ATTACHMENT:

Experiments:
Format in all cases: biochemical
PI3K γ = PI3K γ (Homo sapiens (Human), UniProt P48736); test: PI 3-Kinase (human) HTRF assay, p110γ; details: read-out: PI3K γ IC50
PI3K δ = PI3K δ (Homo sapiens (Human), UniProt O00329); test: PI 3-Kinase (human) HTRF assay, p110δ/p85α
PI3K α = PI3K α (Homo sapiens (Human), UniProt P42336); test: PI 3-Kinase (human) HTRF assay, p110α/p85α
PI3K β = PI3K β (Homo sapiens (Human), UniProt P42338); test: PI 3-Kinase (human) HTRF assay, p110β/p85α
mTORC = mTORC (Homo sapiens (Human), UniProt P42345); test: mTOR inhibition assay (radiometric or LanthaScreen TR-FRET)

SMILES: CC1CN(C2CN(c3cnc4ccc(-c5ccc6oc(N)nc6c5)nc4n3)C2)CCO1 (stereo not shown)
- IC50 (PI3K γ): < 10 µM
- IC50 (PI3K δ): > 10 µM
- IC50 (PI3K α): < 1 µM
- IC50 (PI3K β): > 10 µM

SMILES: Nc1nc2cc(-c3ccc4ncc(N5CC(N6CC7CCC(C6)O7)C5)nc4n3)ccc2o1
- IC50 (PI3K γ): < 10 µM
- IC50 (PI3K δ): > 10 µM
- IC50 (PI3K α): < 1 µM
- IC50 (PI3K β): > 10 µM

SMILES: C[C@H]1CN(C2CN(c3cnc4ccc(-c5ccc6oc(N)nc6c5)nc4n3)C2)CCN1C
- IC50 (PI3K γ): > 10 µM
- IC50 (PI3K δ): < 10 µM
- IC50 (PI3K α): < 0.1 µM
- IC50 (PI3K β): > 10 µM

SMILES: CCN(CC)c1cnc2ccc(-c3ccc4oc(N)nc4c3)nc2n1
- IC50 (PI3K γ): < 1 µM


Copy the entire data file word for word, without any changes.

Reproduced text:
Experiments:
Format in all cases: biochemical
PI3K γ = PI3K γ (Homo sapiens (Human), UniProt P48736); test: PI 3-Kinase (human) HTRF assay, p110γ; details: read-out: PI3K γ IC50
PI3K δ = PI3K δ (Homo sapiens (Human), UniProt O00329); test: PI 3-Kinase (human) HTRF assay, p110δ/p85α
PI3K α = PI3K α (Homo sapiens (Human), UniProt P42336); test: PI 3-Kinase (human) HTRF assay, p110α/p85α
PI3K β = PI3K β (Homo sapiens (Human), UniProt P42338); test: PI 3-Kinase (human) HTRF assay, p110β/p85α
mTORC = mTORC (Homo sapiens (Human), UniProt P42345); test: mTOR inhibition assay (radiometric or LanthaScreen TR-FRET)

SMILES: CC1CN(C2CN(c3cnc4ccc(-c5ccc6oc(N)nc6c5)nc4n3)C2)CCO1 (stereo not shown)
- IC50 (PI3K γ): < 10 µM
- IC50 (PI3K δ): > 10 µM
- IC50 (PI3K α): < 1 µM
- IC50 (PI3K β): > 10 µM

SMILES: Nc1nc2cc(-c3ccc4ncc(N5CC(N6CC7CCC(C6)O7)C5)nc4n3)ccc2o1
- IC50 (PI3K γ): < 10 µM
- IC50 (PI3K δ): > 10 µM
- IC50 (PI3K α): < 1 µM
- IC50 (PI3K β): > 10 µM

SMILES: C[C@H]1CN(C2CN(c3cnc4ccc(-c5ccc6oc(N)nc6c5)nc4n3)C2)CCN1C
- IC50 (PI3K γ): > 10 µM
- IC50 (PI3K δ): < 10 µM
- IC50 (PI3K α): < 0.1 µM
- IC50 (PI3K β): > 10 µM

SMILES: CCN(CC)c1cnc2ccc(-c3ccc4oc(N)nc4c3)nc2n1
- IC50 (PI3K γ): < 1 µM